Most music companies believe that they can continue to do what they have been doing so far—recording the music, owning the copyright, and revenue should come to them automatically, even from newer channels. Legally, it is a valid stance. Practically, it is not.

So, what is the solution? It surely is not rocket science. Most of them know the answer; it lies in mainstreaming these sites and not excluding them. Medianama has carried an interview with Saregama CEO, who admitted as much.

We don’t want these sites to be shut down, we want them to pay a license fee and flourish as a business. There are legitimate businesses in operation too. The scope is there, and we want these sites to be legal.

But they must act. It should be right approach; right and transparent pricing. In another story, Medianama said that IMI was unwilling to share pricing. While sharing any exact pricing may be tough, it should reach out with a rough idea, because many of these sites are run by young kids in their 20s. They will not come running to get into sophisticated discussions.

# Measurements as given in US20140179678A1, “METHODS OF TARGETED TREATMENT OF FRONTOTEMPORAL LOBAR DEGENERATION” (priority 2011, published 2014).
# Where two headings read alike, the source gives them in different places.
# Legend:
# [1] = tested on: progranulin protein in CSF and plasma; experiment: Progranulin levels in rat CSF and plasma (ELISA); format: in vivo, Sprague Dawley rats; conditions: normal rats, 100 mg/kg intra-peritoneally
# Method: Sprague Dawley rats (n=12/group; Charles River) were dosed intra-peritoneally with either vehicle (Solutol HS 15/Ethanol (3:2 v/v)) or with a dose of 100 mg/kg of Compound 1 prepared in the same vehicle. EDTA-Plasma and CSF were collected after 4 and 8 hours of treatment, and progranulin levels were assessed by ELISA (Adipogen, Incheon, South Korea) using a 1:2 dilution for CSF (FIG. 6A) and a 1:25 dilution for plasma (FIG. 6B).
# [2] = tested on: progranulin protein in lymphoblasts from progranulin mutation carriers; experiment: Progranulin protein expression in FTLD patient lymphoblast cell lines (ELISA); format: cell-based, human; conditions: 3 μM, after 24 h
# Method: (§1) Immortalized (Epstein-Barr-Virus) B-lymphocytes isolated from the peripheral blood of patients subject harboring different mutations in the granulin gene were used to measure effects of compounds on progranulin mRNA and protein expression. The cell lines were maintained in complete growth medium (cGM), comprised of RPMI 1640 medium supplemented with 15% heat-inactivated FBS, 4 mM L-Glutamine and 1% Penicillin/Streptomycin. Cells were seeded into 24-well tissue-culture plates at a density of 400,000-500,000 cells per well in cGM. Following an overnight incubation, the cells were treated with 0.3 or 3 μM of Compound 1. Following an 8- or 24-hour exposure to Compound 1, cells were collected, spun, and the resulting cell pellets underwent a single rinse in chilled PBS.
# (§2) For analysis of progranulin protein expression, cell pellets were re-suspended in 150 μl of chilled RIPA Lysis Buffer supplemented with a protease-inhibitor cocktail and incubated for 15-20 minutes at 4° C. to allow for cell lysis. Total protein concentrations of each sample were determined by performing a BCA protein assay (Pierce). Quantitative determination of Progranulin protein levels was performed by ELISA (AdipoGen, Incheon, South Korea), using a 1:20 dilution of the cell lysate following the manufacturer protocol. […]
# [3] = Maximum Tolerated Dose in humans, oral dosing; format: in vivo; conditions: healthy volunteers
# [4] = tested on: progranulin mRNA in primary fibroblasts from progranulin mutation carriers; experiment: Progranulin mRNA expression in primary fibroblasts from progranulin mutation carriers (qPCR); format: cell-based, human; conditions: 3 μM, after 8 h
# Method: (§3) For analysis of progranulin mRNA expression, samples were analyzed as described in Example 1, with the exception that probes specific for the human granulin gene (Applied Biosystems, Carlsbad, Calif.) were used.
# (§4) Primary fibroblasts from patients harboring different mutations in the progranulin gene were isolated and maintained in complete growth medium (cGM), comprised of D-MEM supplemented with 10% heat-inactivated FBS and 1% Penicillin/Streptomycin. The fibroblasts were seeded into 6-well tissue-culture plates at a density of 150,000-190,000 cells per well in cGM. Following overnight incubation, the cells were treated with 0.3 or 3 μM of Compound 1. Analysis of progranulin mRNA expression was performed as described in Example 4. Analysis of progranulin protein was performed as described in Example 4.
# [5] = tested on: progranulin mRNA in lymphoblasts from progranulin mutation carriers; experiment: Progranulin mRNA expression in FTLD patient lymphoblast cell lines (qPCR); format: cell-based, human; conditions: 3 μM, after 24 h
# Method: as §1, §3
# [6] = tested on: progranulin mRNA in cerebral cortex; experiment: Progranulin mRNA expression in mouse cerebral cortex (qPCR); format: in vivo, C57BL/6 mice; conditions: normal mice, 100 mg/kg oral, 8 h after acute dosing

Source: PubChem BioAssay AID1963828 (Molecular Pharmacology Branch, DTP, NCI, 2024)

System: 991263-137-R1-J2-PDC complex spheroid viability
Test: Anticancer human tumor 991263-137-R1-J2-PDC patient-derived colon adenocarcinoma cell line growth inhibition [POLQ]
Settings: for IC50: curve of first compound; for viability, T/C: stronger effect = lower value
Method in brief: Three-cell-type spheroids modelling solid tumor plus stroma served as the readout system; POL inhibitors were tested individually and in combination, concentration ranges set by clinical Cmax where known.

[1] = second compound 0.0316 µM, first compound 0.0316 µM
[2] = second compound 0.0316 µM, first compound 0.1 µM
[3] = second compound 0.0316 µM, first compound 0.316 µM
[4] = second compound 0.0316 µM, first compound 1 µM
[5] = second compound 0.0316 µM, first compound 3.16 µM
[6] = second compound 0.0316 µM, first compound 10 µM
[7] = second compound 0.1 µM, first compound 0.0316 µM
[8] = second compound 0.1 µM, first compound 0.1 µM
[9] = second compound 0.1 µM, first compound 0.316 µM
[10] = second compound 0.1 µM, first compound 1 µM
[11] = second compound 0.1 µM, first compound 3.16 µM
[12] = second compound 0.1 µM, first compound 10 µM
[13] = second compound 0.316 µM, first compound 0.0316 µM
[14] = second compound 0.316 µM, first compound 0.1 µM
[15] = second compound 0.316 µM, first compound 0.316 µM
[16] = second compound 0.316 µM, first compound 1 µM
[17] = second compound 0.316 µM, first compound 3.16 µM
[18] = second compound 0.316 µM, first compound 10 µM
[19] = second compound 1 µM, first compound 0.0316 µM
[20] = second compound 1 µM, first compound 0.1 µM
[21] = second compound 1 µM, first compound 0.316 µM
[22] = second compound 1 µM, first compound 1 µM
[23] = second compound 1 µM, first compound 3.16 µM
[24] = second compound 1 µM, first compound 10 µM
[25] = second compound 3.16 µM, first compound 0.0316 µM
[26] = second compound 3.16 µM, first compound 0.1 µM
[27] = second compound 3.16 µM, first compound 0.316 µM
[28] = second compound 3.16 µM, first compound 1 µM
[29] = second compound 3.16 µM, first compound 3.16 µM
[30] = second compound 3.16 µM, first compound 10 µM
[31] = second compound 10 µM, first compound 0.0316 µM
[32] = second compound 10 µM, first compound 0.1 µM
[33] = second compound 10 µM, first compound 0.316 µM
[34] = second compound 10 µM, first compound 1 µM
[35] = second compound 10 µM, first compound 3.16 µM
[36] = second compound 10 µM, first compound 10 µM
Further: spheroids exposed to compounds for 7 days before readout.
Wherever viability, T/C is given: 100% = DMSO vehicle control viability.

It is not really lack of intention that is the problem with the industry. It is the discomfort with the disruptive changes. Take Saregama for example. It takes one step at a time. As a buyer of legal music all through, I have tried everything and can say with some authority how it has evolved. First came hamaracd but not with mp3. So, you could get around 10-12 tracks for Rs 300 or so. It won’t work half the time. Then came their current website with provision to download mp3s for a price. Then came a set of MP3 CDs—really beautiful compilations of old Indian light music—film, bhajans, ghazals—priced for Rs 75 for 40 songs. Almost all of them are gems. But try to look for them in any big store—Landmark, MusicWorld, Planet M—you will never find too many of those titles. The company site is silent about this series. Then came Flipkart’s Flyte, which made the downloads far easier and friendlier. Yet, unlike books, music is a mass market product and e-commerce with credit card/online banking is still pretty unreachable for many. Not surprisingly, cash on delivery has been the preferred mode for most e-commerce buyers in India. That is not an option in downloads.